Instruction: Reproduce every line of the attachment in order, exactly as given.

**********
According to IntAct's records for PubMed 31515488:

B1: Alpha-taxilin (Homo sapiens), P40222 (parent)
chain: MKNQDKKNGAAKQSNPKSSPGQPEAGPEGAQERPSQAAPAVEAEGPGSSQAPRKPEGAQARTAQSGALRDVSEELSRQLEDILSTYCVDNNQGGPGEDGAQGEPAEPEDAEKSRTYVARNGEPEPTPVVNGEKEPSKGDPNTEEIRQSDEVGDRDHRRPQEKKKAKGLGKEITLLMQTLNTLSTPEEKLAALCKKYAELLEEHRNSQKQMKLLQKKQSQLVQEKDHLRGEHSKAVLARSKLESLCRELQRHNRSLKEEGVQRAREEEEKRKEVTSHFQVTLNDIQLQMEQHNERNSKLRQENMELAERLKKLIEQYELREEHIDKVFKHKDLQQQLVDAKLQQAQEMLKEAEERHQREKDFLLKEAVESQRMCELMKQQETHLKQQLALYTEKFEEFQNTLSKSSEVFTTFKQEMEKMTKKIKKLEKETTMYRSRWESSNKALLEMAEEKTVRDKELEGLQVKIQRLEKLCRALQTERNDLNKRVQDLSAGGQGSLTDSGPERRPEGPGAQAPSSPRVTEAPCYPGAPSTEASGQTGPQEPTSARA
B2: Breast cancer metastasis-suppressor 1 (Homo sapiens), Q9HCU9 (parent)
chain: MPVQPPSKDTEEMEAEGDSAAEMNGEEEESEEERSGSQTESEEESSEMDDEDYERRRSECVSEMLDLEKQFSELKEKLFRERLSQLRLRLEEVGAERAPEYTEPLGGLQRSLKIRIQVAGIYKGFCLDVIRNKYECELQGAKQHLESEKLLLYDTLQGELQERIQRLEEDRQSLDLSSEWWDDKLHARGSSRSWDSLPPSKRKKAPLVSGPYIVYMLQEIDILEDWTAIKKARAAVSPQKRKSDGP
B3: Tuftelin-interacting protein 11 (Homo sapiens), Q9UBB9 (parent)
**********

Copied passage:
According to IntAct's records for PubMed 31515488:

B1: Alpha-taxilin (Homo sapiens), P40222 (parent)
chain: MKNQDKKNGAAKQSNPKSSPGQPEAGPEGAQERPSQAAPAVEAEGPGSSQAPRKPEGAQARTAQSGALRDVSEELSRQLEDILSTYCVDNNQGGPGEDGAQGEPAEPEDAEKSRTYVARNGEPEPTPVVNGEKEPSKGDPNTEEIRQSDEVGDRDHRRPQEKKKAKGLGKEITLLMQTLNTLSTPEEKLAALCKKYAELLEEHRNSQKQMKLLQKKQSQLVQEKDHLRGEHSKAVLARSKLESLCRELQRHNRSLKEEGVQRAREEEEKRKEVTSHFQVTLNDIQLQMEQHNERNSKLRQENMELAERLKKLIEQYELREEHIDKVFKHKDLQQQLVDAKLQQAQEMLKEAEERHQREKDFLLKEAVESQRMCELMKQQETHLKQQLALYTEKFEEFQNTLSKSSEVFTTFKQEMEKMTKKIKKLEKETTMYRSRWESSNKALLEMAEEKTVRDKELEGLQVKIQRLEKLCRALQTERNDLNKRVQDLSAGGQGSLTDSGPERRPEGPGAQAPSSPRVTEAPCYPGAPSTEASGQTGPQEPTSARA
B2: Breast cancer metastasis-suppressor 1 (Homo sapiens), Q9HCU9 (parent)
chain: MPVQPPSKDTEEMEAEGDSAAEMNGEEEESEEERSGSQTESEEESSEMDDEDYERRRSECVSEMLDLEKQFSELKEKLFRERLSQLRLRLEEVGAERAPEYTEPLGGLQRSLKIRIQVAGIYKGFCLDVIRNKYECELQGAKQHLESEKLLLYDTLQGELQERIQRLEEDRQSLDLSSEWWDDKLHARGSSRSWDSLPPSKRKKAPLVSGPYIVYMLQEIDILEDWTAIKKARAAVSPQKRKSDGP
B3: Tuftelin-interacting protein 11 (Homo sapiens), Q9UBB9 (parent)